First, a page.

Maddy and Jack are joined by Lilly, an adventurous girl who lives nearby, and together these three form a bond as they work on the mysterious and strange garden that begins to take over. The mysterious plants that grow, and the evil changes that the garden takes on, will engage readers. While the story is based on the fairytale, Hatke has given it a fresh, evil take that will keep older readers enthralled.

This is an extremely well-done graphic novel that will appeal to a wide variety of readers. Younger readers who like spooky stories, will enjoy this, as will older readers who might read below grade level. Word of warning! The book ends on a cliffhanger that will make you antsy for the next book. The second book should be out around September 2017.

For people who had read Hatke’s Little Robot, there is a fun cameo in this story to keep your eye out for.

Human Body Theater: a non-fiction revue; 5 out of 5 stars #bookaday

by Maris Wicks
First Second, 2015
ISBN 978-1-62672-277-4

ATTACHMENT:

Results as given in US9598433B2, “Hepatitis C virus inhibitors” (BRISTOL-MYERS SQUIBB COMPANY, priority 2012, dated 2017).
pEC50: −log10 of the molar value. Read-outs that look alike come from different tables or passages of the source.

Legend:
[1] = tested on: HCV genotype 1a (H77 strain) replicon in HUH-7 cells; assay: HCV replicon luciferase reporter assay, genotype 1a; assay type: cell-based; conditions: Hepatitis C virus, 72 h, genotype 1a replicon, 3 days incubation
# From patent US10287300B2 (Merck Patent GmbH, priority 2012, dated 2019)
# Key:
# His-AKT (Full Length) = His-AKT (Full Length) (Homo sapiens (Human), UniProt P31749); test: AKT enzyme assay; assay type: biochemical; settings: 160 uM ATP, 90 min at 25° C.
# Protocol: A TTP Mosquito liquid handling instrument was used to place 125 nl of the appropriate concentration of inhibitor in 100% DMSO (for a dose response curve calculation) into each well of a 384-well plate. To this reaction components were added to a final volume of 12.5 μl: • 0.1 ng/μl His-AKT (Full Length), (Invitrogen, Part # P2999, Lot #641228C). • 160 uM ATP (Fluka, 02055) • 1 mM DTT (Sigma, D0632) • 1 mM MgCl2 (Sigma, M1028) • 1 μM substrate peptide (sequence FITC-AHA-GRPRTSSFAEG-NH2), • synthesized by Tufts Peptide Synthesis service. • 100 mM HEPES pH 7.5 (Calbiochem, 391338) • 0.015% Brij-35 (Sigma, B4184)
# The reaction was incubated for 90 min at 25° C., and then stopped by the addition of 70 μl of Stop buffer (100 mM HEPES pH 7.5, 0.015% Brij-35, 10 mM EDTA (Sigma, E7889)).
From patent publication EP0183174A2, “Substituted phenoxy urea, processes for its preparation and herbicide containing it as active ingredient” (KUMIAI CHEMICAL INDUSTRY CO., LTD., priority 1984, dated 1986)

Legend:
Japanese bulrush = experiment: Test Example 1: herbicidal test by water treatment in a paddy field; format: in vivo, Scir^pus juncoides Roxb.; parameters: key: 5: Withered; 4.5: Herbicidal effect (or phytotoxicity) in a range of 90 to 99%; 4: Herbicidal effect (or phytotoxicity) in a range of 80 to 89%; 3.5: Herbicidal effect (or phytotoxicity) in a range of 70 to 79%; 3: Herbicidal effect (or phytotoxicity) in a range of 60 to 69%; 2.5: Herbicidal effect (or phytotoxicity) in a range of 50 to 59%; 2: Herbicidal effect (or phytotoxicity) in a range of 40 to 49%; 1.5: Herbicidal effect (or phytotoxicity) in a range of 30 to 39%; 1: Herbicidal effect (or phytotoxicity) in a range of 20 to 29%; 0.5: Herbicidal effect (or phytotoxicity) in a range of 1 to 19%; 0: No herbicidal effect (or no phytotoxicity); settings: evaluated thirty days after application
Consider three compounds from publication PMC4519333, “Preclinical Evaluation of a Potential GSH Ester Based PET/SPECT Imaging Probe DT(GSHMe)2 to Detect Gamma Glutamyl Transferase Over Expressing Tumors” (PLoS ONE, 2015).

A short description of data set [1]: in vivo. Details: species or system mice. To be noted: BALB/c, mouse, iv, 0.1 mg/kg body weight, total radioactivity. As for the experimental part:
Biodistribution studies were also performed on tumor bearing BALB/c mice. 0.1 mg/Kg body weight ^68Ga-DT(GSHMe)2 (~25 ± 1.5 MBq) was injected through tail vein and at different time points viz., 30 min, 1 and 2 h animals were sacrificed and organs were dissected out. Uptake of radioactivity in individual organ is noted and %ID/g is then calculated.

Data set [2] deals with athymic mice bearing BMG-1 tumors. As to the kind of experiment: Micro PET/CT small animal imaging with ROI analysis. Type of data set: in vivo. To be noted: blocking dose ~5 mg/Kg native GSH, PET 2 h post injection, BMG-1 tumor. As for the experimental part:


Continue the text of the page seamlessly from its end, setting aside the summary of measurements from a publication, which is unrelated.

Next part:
Graphic novel, nonfiction, informational
Interest level: 6-8
Reading level: 5.7
5 out of 5 stars

I absolutely loved reading Human Body Theater: a nonfiction revue by Maris Wicks. The text and illustrations are engaging and fun, while at the same time packing a huge amount of facts and interesting information into a very accessible graphic novel. Formatted as if the reader is watching a stage production, the skeleton emcee tackles 10 systems of the body, as well as the 5 senses. The descriptions and illustrations provide just enough detail to inform, yet are simple enough to be grasped by middle school readers without being offensive or disturbing. I especially love the positive message that Wicks conveys when she repeatedly assures the reader that body functions that we consider embarrassing are actually perfectly natural and that everyone does or has them, such as farts. She also provides related information, such as a sign language alphabet when discussing hearing impairment, or ways to relieve a headache when discussing the brain.